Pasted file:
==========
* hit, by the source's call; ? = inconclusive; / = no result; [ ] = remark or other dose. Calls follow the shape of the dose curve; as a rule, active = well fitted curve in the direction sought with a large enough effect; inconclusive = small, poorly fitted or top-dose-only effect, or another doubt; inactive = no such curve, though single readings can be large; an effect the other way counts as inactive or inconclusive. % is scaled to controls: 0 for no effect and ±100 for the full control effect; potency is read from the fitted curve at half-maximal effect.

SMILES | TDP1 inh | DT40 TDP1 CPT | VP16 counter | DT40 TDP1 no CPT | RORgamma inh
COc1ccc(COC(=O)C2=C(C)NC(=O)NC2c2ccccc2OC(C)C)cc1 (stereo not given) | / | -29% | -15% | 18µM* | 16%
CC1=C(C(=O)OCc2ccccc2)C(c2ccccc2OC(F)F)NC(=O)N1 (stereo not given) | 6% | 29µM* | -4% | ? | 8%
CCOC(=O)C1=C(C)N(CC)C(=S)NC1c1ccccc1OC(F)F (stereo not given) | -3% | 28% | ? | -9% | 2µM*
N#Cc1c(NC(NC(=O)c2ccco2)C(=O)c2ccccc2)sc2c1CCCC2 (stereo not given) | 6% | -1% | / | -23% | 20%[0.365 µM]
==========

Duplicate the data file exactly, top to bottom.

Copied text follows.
* hit, by the source's call; ? = inconclusive; / = no result; [ ] = remark or other dose. Calls follow the shape of the dose curve; as a rule, active = well fitted curve in the direction sought with a large enough effect; inconclusive = small, poorly fitted or top-dose-only effect, or another doubt; inactive = no such curve, though single readings can be large; an effect the other way counts as inactive or inconclusive. % is scaled to controls: 0 for no effect and ±100 for the full control effect; potency is read from the fitted curve at half-maximal effect.

SMILES | TDP1 inh | DT40 TDP1 CPT | VP16 counter | DT40 TDP1 no CPT | RORgamma inh
COc1ccc(COC(=O)C2=C(C)NC(=O)NC2c2ccccc2OC(C)C)cc1 (stereo not given) | / | -29% | -15% | 18µM* | 16%
CC1=C(C(=O)OCc2ccccc2)C(c2ccccc2OC(F)F)NC(=O)N1 (stereo not given) | 6% | 29µM* | -4% | ? | 8%
CCOC(=O)C1=C(C)N(CC)C(=S)NC1c1ccccc1OC(F)F (stereo not given) | -3% | 28% | ? | -9% | 2µM*
N#Cc1c(NC(NC(=O)c2ccco2)C(=O)c2ccccc2)sc2c1CCCC2 (stereo not given) | 6% | -1% | / | -23% | 20%[0.365 µM]